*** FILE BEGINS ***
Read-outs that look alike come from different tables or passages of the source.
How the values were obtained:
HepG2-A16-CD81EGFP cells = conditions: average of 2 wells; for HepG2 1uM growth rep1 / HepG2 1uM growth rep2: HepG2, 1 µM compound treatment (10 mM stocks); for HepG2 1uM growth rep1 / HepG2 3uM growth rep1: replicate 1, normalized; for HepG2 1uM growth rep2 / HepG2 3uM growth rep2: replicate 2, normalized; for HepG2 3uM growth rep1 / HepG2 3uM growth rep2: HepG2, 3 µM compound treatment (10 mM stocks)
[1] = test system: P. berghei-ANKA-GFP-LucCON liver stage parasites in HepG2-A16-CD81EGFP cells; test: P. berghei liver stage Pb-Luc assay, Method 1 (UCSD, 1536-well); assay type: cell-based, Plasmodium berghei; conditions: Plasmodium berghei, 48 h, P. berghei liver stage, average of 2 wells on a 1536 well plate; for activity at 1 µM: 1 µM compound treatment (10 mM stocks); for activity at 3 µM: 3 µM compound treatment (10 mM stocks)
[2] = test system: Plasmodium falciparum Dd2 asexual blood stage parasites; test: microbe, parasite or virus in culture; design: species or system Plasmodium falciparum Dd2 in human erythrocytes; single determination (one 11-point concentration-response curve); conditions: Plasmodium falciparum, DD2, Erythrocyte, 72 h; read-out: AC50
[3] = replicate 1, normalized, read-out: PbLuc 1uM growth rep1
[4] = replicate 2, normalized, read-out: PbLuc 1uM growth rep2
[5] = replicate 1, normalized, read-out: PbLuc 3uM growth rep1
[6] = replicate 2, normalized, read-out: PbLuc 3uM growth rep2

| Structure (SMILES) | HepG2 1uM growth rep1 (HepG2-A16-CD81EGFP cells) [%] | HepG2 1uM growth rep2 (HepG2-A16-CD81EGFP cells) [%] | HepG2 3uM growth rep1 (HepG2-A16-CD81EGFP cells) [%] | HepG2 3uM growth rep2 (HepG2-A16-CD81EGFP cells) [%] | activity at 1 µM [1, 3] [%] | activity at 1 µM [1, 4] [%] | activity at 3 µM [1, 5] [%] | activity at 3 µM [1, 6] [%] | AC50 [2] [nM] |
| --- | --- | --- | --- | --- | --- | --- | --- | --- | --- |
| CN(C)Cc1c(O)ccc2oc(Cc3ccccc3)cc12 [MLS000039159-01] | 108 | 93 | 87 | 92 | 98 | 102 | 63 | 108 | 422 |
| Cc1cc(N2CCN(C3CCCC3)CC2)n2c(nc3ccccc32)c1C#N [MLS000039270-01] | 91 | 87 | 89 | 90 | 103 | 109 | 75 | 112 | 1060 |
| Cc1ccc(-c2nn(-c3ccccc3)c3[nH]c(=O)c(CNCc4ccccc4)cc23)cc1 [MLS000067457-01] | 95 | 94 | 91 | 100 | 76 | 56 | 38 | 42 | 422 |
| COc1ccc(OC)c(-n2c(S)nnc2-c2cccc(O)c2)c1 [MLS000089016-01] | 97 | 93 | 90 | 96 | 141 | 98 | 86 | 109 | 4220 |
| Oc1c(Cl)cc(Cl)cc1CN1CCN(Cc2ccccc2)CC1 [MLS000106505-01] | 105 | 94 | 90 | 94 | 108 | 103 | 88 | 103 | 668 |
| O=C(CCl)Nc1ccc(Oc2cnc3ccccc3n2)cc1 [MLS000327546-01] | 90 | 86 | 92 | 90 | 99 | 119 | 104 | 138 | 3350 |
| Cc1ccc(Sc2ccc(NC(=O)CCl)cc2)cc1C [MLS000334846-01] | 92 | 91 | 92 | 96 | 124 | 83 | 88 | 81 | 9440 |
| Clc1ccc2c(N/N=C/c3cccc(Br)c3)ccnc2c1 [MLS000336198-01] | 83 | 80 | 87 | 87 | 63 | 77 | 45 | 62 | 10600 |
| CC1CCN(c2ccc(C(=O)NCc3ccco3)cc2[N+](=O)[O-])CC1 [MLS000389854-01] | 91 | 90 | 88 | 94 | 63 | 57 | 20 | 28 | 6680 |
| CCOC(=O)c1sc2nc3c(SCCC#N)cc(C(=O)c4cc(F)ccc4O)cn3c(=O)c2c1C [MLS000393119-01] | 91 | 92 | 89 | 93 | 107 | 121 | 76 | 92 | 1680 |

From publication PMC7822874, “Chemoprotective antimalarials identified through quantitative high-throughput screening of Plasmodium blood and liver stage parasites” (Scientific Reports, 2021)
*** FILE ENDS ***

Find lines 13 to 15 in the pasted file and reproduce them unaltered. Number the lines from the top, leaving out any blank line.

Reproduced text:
| Cc1cc(N2CCN(C3CCCC3)CC2)n2c(nc3ccccc32)c1C#N [MLS000039270-01] | 91 | 87 | 89 | 90 | 103 | 109 | 75 | 112 | 1060 |
| Cc1ccc(-c2nn(-c3ccccc3)c3[nH]c(=O)c(CNCc4ccccc4)cc23)cc1 [MLS000067457-01] | 95 | 94 | 91 | 100 | 76 | 56 | 38 | 42 | 422 |
| COc1ccc(OC)c(-n2c(S)nnc2-c2cccc(O)c2)c1 [MLS000089016-01] | 97 | 93 | 90 | 96 | 141 | 98 | 86 | 109 | 4220 |